The goals of call coverage are to provide high-quality consultations and maximize learning while minimizing stress levels. Consult quality is improved by timeliness, thoroughness, high level of interest, professionalism, expertise, and decisiveness.6 Efficient routines and practices can facilitate learning and stress reduction. Our objective was to provide evidence-based recommendations for each step of taking call to assist orthopaedic surgeons in achieving those goals.

Before the Shift: Preparing to Take Call

Foundational Knowledge and Skill Development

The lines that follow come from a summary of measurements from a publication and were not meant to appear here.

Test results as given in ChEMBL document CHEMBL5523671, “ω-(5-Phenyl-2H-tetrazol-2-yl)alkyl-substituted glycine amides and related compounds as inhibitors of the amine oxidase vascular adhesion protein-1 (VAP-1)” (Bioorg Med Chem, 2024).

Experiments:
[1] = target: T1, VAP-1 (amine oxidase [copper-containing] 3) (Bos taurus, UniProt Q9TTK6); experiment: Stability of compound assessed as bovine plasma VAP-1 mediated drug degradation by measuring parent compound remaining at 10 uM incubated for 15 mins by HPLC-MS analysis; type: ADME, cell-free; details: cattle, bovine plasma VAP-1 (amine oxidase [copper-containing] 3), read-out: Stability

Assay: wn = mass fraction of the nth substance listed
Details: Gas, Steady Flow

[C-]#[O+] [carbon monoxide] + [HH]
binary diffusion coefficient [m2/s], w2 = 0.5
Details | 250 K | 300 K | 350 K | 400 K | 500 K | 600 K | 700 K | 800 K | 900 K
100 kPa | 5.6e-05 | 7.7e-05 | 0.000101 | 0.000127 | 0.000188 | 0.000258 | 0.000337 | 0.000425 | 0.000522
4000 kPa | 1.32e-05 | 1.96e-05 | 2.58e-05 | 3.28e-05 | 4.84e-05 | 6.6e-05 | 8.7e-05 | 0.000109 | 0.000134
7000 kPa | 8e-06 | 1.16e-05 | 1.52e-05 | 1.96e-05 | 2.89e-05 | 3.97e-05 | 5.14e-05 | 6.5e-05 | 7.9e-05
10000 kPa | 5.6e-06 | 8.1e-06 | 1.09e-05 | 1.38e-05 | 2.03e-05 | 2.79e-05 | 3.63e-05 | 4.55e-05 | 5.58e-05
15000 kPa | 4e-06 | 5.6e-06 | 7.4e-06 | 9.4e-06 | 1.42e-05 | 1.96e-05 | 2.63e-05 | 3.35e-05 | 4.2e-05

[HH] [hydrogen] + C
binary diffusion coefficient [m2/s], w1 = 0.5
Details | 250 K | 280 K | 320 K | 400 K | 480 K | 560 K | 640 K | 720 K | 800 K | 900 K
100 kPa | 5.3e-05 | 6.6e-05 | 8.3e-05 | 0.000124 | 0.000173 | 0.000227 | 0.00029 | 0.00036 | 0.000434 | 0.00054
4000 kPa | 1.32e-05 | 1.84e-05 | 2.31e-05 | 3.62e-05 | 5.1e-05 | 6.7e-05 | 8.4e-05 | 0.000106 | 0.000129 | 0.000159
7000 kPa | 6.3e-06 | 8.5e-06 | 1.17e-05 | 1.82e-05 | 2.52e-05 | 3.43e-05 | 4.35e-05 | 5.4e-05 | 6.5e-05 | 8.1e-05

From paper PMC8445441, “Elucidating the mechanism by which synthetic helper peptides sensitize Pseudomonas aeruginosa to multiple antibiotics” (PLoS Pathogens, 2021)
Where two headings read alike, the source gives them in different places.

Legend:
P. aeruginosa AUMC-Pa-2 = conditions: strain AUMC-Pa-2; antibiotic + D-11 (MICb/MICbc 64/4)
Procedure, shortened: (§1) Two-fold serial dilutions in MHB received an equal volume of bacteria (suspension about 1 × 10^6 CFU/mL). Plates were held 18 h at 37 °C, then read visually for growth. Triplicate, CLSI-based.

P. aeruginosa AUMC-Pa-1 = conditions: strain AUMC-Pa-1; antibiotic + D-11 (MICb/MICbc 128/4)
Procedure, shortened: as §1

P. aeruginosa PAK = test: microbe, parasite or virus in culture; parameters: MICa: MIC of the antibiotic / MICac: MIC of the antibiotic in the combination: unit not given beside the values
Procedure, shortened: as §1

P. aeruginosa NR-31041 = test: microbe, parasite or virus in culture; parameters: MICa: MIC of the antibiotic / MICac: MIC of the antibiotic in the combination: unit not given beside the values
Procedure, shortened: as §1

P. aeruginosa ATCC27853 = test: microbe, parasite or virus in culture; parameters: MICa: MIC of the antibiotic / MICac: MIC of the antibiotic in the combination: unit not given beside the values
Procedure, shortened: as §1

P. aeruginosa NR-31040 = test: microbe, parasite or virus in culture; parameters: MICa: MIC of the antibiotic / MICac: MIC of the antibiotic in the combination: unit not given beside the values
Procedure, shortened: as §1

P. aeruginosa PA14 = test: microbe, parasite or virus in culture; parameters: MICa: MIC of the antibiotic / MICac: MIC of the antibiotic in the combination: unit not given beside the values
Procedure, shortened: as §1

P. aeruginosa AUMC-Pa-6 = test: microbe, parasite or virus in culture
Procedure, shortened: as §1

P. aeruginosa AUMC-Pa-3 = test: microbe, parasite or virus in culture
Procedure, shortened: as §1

Before starting a call shift, a baseline knowledge of clinical conditions and procedures is required to manage patients safely. This knowledge includes the ability to identify, stabilize, and treat the most common orthopaedic conditions that require consultations during a call shift. Jackson et al7 evaluated emergency department and inpatient consults performed by on-call orthopaedic surgery residents at four tertiary academic medical centers and found the distribution by subspecialty content area was highest for orthopaedic trauma (51%), pediatrics (21%), and hand (14%). Consultations for septic arthritis or osteomyelitis may occur within any subspecialty. Among inpatient orthopaedic consultations, O'Malley et al8 found the most common reasons for consultation were chronic back pain (34%), chronic hip/knee pain (29%), acute back pain (13%), acute fracture after inpatient fall (9%), chronic ankle/foot pain (6%), previous fracture history (6%), and chronic shoulder pain (3%). Surgical intervention was required in 12% of these inpatient consultations.8